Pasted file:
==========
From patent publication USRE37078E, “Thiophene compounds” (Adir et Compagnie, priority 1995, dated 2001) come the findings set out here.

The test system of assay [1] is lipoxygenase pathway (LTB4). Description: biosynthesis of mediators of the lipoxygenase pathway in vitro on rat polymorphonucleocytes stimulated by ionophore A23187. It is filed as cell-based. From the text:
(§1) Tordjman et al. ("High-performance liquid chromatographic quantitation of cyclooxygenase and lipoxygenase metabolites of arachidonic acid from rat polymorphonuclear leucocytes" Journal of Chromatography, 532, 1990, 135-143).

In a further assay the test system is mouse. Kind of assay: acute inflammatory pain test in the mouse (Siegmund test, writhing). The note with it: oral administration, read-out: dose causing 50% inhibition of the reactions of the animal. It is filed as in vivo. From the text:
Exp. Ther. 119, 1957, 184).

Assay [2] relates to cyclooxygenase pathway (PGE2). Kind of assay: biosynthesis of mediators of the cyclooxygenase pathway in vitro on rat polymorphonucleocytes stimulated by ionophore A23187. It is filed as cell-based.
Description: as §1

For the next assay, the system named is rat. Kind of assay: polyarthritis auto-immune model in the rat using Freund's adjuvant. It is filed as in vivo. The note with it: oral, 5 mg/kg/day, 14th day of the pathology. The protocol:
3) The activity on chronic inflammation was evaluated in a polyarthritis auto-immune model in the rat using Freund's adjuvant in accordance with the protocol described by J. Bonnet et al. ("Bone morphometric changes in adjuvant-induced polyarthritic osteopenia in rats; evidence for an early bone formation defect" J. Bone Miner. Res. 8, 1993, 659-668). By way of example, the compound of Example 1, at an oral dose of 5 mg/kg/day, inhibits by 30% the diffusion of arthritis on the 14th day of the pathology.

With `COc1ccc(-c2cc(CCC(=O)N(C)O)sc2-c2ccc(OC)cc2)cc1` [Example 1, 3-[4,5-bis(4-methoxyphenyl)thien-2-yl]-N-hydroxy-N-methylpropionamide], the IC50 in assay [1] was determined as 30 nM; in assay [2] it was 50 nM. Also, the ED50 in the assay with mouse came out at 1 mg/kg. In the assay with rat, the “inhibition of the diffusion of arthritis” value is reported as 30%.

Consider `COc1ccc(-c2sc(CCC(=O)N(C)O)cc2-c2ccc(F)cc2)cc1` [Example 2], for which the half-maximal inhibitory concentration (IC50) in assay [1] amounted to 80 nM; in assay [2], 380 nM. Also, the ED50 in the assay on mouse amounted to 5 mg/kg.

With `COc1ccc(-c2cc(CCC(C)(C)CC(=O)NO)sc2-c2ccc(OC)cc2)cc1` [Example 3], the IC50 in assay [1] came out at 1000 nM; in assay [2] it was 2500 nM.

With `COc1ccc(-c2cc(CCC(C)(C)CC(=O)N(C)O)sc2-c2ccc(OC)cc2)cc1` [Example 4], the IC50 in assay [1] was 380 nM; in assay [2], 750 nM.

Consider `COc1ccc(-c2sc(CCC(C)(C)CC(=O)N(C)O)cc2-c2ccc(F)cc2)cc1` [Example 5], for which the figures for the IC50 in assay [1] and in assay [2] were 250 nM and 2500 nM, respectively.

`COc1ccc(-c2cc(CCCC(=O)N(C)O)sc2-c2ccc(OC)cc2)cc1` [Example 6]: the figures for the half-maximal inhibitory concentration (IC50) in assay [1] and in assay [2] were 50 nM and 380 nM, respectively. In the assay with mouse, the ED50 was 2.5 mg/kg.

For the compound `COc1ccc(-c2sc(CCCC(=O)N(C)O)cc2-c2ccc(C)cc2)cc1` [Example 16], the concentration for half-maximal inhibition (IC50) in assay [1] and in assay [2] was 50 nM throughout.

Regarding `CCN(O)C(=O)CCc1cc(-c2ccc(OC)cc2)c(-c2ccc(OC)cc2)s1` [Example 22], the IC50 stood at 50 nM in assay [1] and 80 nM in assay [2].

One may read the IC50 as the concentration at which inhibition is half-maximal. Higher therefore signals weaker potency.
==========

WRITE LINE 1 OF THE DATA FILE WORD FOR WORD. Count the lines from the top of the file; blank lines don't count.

From patent publication USRE37078E, “Thiophene compounds” (Adir et Compagnie, priority 1995, dated 2001) come the findings set out here.